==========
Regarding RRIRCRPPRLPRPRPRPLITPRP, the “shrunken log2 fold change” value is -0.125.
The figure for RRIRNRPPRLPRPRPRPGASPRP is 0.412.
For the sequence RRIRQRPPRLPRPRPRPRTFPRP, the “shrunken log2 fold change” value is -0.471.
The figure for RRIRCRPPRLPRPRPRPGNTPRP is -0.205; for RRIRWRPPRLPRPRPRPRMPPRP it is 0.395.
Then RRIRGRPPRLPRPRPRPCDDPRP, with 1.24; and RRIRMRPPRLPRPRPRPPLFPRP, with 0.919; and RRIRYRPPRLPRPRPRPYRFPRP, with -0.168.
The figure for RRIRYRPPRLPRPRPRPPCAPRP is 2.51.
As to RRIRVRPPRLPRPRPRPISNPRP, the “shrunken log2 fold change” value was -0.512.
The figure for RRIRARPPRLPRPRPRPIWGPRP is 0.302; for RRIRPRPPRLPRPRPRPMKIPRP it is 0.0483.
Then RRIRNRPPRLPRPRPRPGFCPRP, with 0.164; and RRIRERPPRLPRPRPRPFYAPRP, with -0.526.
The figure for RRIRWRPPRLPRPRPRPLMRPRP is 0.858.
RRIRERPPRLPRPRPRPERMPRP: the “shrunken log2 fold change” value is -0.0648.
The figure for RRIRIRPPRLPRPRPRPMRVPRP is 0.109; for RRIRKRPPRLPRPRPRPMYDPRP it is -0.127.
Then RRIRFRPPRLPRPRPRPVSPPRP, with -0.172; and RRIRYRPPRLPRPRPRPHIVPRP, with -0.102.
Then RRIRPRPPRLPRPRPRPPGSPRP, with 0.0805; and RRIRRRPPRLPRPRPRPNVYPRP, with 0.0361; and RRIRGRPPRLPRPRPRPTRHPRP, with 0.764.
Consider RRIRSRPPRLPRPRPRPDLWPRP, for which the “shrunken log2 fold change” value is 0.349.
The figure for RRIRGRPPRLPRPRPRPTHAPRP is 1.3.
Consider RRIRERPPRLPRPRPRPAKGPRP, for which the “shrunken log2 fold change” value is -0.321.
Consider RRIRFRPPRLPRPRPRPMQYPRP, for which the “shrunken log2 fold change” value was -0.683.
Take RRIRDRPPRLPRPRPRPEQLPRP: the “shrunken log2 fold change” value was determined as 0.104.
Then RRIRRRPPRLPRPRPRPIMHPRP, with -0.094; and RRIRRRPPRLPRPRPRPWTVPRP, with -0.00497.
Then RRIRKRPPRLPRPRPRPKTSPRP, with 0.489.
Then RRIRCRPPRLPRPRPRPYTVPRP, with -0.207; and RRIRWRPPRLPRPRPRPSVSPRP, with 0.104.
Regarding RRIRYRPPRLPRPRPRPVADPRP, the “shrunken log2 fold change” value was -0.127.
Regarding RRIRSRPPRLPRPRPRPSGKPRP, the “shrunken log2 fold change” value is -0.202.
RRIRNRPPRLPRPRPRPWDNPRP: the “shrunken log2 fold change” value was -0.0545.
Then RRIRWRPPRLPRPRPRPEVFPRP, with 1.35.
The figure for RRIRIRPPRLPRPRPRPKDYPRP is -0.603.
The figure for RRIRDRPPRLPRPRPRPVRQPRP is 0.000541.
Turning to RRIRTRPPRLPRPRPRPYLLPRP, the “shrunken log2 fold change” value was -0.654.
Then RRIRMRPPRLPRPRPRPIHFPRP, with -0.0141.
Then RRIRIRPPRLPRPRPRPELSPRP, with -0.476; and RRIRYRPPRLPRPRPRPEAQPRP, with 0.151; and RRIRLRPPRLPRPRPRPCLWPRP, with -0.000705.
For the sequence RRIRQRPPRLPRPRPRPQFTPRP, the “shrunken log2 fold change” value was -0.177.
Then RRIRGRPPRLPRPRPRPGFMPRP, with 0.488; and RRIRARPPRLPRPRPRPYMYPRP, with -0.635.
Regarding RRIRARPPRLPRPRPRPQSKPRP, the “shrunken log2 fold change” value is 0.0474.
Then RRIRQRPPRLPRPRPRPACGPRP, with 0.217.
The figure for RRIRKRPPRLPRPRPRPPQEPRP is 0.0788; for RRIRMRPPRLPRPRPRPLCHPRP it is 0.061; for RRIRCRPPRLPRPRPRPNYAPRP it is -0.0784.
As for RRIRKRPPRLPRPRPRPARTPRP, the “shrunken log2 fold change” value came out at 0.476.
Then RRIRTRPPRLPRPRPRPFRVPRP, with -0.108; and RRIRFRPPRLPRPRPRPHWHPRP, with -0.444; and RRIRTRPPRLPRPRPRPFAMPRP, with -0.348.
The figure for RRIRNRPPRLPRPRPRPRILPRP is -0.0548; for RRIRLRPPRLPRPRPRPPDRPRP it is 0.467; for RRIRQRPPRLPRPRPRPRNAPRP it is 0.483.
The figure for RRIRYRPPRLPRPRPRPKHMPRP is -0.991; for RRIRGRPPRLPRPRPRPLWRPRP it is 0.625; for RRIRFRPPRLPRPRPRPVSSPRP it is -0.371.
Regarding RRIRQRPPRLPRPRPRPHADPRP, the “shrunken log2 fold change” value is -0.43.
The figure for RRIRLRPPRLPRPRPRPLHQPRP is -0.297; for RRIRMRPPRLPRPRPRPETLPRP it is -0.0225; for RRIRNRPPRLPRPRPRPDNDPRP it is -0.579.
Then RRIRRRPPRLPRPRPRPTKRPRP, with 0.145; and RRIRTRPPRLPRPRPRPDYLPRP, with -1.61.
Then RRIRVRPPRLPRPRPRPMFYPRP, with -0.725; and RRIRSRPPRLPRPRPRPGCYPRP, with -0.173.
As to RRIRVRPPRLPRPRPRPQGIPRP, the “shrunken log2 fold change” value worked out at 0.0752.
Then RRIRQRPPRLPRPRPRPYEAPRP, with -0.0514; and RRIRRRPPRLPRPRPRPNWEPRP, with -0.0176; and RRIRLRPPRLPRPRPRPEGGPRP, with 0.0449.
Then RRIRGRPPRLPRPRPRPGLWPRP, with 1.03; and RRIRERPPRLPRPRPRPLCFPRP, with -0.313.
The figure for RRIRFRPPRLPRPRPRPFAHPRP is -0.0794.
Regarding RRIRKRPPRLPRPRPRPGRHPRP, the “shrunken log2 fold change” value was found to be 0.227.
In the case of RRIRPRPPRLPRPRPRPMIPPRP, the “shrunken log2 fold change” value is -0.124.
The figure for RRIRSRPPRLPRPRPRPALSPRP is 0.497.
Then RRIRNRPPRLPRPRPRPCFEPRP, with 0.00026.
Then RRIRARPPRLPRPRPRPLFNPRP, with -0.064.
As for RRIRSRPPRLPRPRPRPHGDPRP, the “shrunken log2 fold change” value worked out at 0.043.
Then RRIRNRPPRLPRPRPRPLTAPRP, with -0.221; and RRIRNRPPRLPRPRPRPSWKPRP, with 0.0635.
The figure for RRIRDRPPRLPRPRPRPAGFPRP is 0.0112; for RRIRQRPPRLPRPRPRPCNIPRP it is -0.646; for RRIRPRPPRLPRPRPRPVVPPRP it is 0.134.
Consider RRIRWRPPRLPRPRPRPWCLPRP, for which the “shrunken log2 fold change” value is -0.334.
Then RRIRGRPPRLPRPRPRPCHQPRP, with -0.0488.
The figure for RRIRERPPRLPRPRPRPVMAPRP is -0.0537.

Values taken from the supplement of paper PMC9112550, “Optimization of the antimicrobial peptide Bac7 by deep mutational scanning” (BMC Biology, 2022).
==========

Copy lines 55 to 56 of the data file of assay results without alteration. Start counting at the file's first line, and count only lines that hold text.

Then RRIRNRPPRLPRPRPRPLTAPRP, with -0.221; and RRIRNRPPRLPRPRPRPSWKPRP, with 0.0635.
The figure for RRIRDRPPRLPRPRPRPAGFPRP is 0.0112; for RRIRQRPPRLPRPRPRPCNIPRP it is -0.646; for RRIRPRPPRLPRPRPRPVVPPRP it is 0.134.